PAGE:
FocusAsia etac prices may extend gain on ethanol supply shortage

11 September 2012 06:10  [Source: ICIS news]

By Trisha Huang

China domestic ECH may extend gains as feedstock costs rise

MELBOURNE (ICIS)--Prices of ethyl acetate (etac) in Asia may extend a gain on the back of an ongoing ethanol supply shortage, market sources said on Tuesday.

The average price of etac from China, a regional benchmark, has risen by 1.4% since the week ended 29 June to reach $925/tonne FOB (free on board) China for the week ended 7 September, lagging behind the gain in the cost of feedstock ethanol over the same period.

The cost of ethanol, which is typically made from corn and tapioca in China and is used in combination with acetic acid for manufacturing etac, has risen by almost 4% since late June, along with the prices of many food crops.

Even as costs continue to mount, domestic supply of ethanol in China is expected to remain curbed in the near term because of the increased costs of agricultural raw materials, said several etac producers.  

The prices of ethanol rose to yuan (CNY) 6,430-6,650/tonne ($1,014-1,049/tonne) EXW (ex-works) in eastern China for the week ended 7 September, compared with CNY6,150-6,450/tonne for the week ended 29 June, according to data collected by Chemease, an ICIS Service in China.

“Ethanol prices may rise again in September and October because of tight supply,” said a Chinese etac maker. “We may have to start importing ethanol to meet the domestic supply shortfall.”

The ongoing ethanol supply tightness since early July has curbed etac plant operating rates at several facilities in China, which in turn tightened the volumes producers are able to offer to the market.

Jiangmen Handsome Chemical Development in late August reduced its etac output in southern China to about 80% of capacity because of reduced supply of ethanol.

The company switched an etac line at its 320,000 tonne/year etac/butyl acetate (butac) swing plant at Jiangmen in Guangdong province to normal propyl acetate (NPAC) production in a bid to reduce its total ethanol consumption.

Limited ethanol availability has similarly capped Jiangsu Sopo Chemical’s etac output at its 500,000 tonne/year plant at Zhenjiang in Jiangsu province at 50-60% of capacity since late August, which in turn reduced its domestic and export availability.

In the short term, supply of alcohol for industrial use is also facing competition from demand for edible alcohol, which is rising as distilleries build inventories to meet the anticipated demand for the Chinese Mid-Autumn Festival, which falls on 30 September this year.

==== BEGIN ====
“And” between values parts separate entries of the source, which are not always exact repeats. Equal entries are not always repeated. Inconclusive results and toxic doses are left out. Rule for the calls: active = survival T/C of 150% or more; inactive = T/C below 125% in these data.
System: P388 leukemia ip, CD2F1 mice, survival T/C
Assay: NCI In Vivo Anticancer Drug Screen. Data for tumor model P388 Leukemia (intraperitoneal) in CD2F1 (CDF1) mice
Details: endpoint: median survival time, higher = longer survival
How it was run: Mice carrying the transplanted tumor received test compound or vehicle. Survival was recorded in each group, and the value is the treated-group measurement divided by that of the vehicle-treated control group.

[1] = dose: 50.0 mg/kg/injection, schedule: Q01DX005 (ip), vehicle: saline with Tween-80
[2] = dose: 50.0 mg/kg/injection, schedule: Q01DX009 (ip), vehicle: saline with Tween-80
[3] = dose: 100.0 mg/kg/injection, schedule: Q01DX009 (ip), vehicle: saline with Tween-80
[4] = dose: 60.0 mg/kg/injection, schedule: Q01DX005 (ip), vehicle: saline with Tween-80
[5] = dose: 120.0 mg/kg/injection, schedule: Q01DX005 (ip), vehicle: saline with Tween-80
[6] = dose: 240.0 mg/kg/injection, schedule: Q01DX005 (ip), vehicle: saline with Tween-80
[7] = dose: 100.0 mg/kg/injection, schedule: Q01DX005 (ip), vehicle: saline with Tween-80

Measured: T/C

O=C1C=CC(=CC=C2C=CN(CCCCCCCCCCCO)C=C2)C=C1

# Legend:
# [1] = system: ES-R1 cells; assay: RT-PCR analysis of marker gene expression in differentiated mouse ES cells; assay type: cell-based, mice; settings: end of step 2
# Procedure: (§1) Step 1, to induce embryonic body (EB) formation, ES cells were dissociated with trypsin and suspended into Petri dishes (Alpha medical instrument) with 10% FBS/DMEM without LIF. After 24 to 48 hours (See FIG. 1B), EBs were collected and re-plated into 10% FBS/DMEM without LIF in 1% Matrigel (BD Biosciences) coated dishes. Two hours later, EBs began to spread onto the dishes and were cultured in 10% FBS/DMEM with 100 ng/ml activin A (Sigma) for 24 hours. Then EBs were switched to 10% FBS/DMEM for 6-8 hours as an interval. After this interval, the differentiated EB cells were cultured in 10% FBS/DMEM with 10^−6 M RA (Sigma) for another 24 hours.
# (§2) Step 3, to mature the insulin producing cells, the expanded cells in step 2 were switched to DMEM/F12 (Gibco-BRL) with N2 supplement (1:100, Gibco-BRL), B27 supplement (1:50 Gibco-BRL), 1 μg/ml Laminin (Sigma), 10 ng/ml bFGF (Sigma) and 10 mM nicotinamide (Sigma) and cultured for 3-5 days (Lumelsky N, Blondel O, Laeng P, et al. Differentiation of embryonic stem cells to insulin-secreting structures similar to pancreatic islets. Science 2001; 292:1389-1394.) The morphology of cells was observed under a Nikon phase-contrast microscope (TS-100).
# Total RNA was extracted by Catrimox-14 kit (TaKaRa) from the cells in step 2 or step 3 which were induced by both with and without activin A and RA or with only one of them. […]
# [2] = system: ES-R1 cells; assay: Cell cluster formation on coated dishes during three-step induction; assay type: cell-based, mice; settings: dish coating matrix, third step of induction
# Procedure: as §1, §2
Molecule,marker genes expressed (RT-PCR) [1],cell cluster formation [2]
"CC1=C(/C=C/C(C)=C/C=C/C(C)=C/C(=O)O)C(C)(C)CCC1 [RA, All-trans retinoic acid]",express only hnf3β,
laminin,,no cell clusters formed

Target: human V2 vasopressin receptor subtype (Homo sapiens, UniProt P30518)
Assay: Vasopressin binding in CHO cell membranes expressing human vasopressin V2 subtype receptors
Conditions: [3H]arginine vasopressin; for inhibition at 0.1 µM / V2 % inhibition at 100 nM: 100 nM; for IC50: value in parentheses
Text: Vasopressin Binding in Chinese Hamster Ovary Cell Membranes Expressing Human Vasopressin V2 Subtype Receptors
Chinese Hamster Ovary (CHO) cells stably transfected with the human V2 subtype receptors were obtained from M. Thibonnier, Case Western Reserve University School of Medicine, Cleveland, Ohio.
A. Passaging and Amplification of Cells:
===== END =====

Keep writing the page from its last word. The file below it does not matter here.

Chinese etac makers have approached ethanol suppliers in countries including Vietnam and India for potential imports.

“There has been a jump in the number of ethanol purchase enquiries from China,” said a trader of southeast Asian tapioca and ethanol.

“It would be difficult to meet the substantial rise in demand, because supply of tapioca chips from Vietnam is expected to stay tight until December, and export offers are progressively higher,” the trader said.   

Supply of Vietnamese tapioca has been curbed partly because of unfavourable weather conditions, the trader added.

“[Tapioca-based] ethanol may rise to about $800/cbm FOB Vietnam by December, from about $680/cbm FOB [Vietnam] currently,” the trader said. That translates to a potential increase of about 18%.

However, some buyers said there is limited upside to China’s etac prices because of lengthening supply.

The existing supply overhang is expected to worsen further after the commissioning of new plants operated by Wuxi Baichuan Chemical Industrial and Shanghai Huayi Group in August.

Wuxi Baichuan Chemical Industrial is running its new 300,000 tonne/year etac/butac swing plant at Nantong in Jiangsu province at close to 50% capacity, after achieving on-spec etac output in late August.

Shanghai Huayi has achieved on-spec output at its new 200,000 tonne/year etac plant at Wuwei in Anhui province following test runs that began in late July, a company source said.

Producers’ intensifying competition for the available etac export markets in South Korea, Japan, Taiwan and southeast Asia, together with comparatively stable local pricing in those markets, have hindered etac’s potential feedstock-led price increase.

Etac makers in India are also facing an ethanol supply crunch because of disappointing rainfall during this year’s monsoon season.  

Below-average rainfall during the annual monsoon has partly caused a hike in sugar and therefore ethanol prices. Lower distillery operating rates during the monsoon have contributed to the shortage in ethanol supply.

Ethanol in India, the world’s second-largest producer of sugar cane, is typically made from sugar molasses.

Feedstock ethanol prices in September firmed to Indian rupees (Rs) 33-35/litre, about Rs1/litre higher than August. Ethanol prices in August increased by 10-15% from July.

Some producers said they expect ethanol costs to soften from an “uncomfortably high” level when crushing and production resume in November.

However, a producer added that below-average rainfall this year may result in a poor harvest, thereby keeping sugar molasses and ethanol costs at a high level.

While earlier talk of a “failing monsoon” has been eclipsed by heavier rainfall in recent weeks, “the damage has already been done”, said the producer.

India’s Somaiya Group said it may reduce the operating rate at its two etac plants in Maharashtra if supply of feedstock ethanol continues to be tight.

It has been difficult to procure sufficient ethanol to run its etac plants at full rates, and Somaiya will make a decision to adjust its output level in the coming weeks, should ethanol availability remain limited, a company source said.

($1 = CNY6.34 / $1 = Rs55.44)

Read John Richardson and Malini Hariharan’s blog – Asian Chemical Connections


By: Trisha Huang



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